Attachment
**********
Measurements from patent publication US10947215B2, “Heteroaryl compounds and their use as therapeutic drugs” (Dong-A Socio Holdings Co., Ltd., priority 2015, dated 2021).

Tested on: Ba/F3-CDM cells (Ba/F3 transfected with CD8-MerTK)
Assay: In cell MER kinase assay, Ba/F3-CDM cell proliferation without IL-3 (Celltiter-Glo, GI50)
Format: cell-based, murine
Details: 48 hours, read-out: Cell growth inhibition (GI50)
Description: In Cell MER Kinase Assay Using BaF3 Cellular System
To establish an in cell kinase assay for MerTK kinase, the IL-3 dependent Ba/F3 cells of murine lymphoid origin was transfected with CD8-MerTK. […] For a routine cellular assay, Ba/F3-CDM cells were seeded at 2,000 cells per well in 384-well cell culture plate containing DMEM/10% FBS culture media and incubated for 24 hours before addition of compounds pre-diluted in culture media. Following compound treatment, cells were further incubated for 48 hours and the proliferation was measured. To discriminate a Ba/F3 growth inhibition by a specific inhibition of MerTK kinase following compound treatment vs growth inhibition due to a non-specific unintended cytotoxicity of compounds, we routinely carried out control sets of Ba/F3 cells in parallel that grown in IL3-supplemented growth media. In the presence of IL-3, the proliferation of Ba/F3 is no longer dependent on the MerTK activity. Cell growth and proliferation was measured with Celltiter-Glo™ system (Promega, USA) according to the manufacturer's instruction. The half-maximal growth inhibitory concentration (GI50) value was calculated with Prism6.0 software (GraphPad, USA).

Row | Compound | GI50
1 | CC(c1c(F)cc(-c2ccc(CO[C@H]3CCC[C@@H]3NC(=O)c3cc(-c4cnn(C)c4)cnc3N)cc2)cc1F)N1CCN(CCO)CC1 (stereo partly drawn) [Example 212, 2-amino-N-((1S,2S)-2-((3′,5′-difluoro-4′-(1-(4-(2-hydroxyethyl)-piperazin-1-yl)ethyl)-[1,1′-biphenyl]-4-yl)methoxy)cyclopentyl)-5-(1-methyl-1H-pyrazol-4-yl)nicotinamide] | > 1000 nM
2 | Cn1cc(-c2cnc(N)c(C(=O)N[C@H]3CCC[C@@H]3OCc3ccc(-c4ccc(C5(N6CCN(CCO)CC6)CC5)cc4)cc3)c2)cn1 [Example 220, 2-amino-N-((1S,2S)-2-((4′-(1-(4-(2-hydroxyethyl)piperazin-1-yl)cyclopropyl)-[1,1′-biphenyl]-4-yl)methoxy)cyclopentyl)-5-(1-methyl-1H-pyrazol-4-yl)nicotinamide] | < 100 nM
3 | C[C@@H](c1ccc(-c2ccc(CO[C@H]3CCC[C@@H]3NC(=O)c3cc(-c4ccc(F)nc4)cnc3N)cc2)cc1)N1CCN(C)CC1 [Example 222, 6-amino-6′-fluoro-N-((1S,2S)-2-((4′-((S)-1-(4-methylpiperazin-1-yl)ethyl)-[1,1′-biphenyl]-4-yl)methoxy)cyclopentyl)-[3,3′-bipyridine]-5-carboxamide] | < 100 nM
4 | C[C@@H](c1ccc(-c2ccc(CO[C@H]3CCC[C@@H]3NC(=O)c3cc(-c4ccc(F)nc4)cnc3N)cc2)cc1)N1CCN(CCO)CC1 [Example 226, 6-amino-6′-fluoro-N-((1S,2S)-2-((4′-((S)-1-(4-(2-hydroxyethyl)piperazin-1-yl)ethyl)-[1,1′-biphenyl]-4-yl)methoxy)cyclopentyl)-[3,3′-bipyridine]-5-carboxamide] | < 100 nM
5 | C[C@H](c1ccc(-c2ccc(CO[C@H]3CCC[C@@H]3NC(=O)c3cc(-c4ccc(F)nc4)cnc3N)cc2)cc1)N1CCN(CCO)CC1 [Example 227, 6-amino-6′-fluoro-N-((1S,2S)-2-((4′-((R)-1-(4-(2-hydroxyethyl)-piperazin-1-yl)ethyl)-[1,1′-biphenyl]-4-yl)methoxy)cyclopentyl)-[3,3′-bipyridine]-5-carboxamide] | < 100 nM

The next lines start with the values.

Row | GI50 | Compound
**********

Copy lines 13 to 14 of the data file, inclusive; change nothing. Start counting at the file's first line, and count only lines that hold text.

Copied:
5 | C[C@H](c1ccc(-c2ccc(CO[C@H]3CCC[C@@H]3NC(=O)c3cc(-c4ccc(F)nc4)cnc3N)cc2)cc1)N1CCN(CCO)CC1 [Example 227, 6-amino-6′-fluoro-N-((1S,2S)-2-((4′-((R)-1-(4-(2-hydroxyethyl)-piperazin-1-yl)ethyl)-[1,1′-biphenyl]-4-yl)methoxy)cyclopentyl)-[3,3′-bipyridine]-5-carboxamide] | < 100 nM

The next lines start with the values.